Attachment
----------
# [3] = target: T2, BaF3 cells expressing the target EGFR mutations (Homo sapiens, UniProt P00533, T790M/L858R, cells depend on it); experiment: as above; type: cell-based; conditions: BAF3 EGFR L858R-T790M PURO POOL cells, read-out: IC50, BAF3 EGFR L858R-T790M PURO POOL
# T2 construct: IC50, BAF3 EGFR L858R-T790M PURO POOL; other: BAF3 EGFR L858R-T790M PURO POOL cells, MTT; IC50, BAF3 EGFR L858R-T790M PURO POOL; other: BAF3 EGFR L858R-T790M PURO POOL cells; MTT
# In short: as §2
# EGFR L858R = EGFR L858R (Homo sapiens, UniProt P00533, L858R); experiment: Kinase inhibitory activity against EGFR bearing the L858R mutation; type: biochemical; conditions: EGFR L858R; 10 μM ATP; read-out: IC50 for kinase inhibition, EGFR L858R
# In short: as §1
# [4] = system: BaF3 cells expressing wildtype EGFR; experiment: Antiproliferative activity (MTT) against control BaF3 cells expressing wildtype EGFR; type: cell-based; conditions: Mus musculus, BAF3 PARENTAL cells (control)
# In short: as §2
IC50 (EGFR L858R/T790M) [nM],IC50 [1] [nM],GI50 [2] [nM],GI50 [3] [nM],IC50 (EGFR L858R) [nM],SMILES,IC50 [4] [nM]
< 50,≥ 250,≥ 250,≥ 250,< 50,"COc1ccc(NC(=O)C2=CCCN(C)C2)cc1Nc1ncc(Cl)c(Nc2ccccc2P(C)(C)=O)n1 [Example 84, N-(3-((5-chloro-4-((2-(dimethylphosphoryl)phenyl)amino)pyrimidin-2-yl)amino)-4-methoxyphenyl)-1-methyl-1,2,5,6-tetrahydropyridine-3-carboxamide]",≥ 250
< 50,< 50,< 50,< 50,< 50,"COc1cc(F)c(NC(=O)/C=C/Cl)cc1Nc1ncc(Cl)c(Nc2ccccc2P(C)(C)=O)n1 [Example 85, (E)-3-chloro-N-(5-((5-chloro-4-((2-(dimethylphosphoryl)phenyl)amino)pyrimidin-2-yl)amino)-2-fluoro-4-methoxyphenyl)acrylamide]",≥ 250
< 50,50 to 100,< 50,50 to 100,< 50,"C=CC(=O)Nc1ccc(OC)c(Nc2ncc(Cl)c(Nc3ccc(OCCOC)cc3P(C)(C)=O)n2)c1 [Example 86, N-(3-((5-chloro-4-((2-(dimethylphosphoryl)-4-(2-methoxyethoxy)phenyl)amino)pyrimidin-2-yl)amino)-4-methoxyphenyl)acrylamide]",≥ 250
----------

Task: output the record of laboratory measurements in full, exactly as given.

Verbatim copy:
# [3] = target: T2, BaF3 cells expressing the target EGFR mutations (Homo sapiens, UniProt P00533, T790M/L858R, cells depend on it); experiment: as above; type: cell-based; conditions: BAF3 EGFR L858R-T790M PURO POOL cells, read-out: IC50, BAF3 EGFR L858R-T790M PURO POOL
# T2 construct: IC50, BAF3 EGFR L858R-T790M PURO POOL; other: BAF3 EGFR L858R-T790M PURO POOL cells, MTT; IC50, BAF3 EGFR L858R-T790M PURO POOL; other: BAF3 EGFR L858R-T790M PURO POOL cells; MTT
# In short: as §2
# EGFR L858R = EGFR L858R (Homo sapiens, UniProt P00533, L858R); experiment: Kinase inhibitory activity against EGFR bearing the L858R mutation; type: biochemical; conditions: EGFR L858R; 10 μM ATP; read-out: IC50 for kinase inhibition, EGFR L858R
# In short: as §1
# [4] = system: BaF3 cells expressing wildtype EGFR; experiment: Antiproliferative activity (MTT) against control BaF3 cells expressing wildtype EGFR; type: cell-based; conditions: Mus musculus, BAF3 PARENTAL cells (control)
# In short: as §2
IC50 (EGFR L858R/T790M) [nM],IC50 [1] [nM],GI50 [2] [nM],GI50 [3] [nM],IC50 (EGFR L858R) [nM],SMILES,IC50 [4] [nM]
< 50,≥ 250,≥ 250,≥ 250,< 50,"COc1ccc(NC(=O)C2=CCCN(C)C2)cc1Nc1ncc(Cl)c(Nc2ccccc2P(C)(C)=O)n1 [Example 84, N-(3-((5-chloro-4-((2-(dimethylphosphoryl)phenyl)amino)pyrimidin-2-yl)amino)-4-methoxyphenyl)-1-methyl-1,2,5,6-tetrahydropyridine-3-carboxamide]",≥ 250
< 50,< 50,< 50,< 50,< 50,"COc1cc(F)c(NC(=O)/C=C/Cl)cc1Nc1ncc(Cl)c(Nc2ccccc2P(C)(C)=O)n1 [Example 85, (E)-3-chloro-N-(5-((5-chloro-4-((2-(dimethylphosphoryl)phenyl)amino)pyrimidin-2-yl)amino)-2-fluoro-4-methoxyphenyl)acrylamide]",≥ 250
< 50,50 to 100,< 50,50 to 100,< 50,"C=CC(=O)Nc1ccc(OC)c(Nc2ncc(Cl)c(Nc3ccc(OCCOC)cc3P(C)(C)=O)n2)c1 [Example 86, N-(3-((5-chloro-4-((2-(dimethylphosphoryl)-4-(2-methoxyethoxy)phenyl)amino)pyrimidin-2-yl)amino)-4-methoxyphenyl)acrylamide]",≥ 250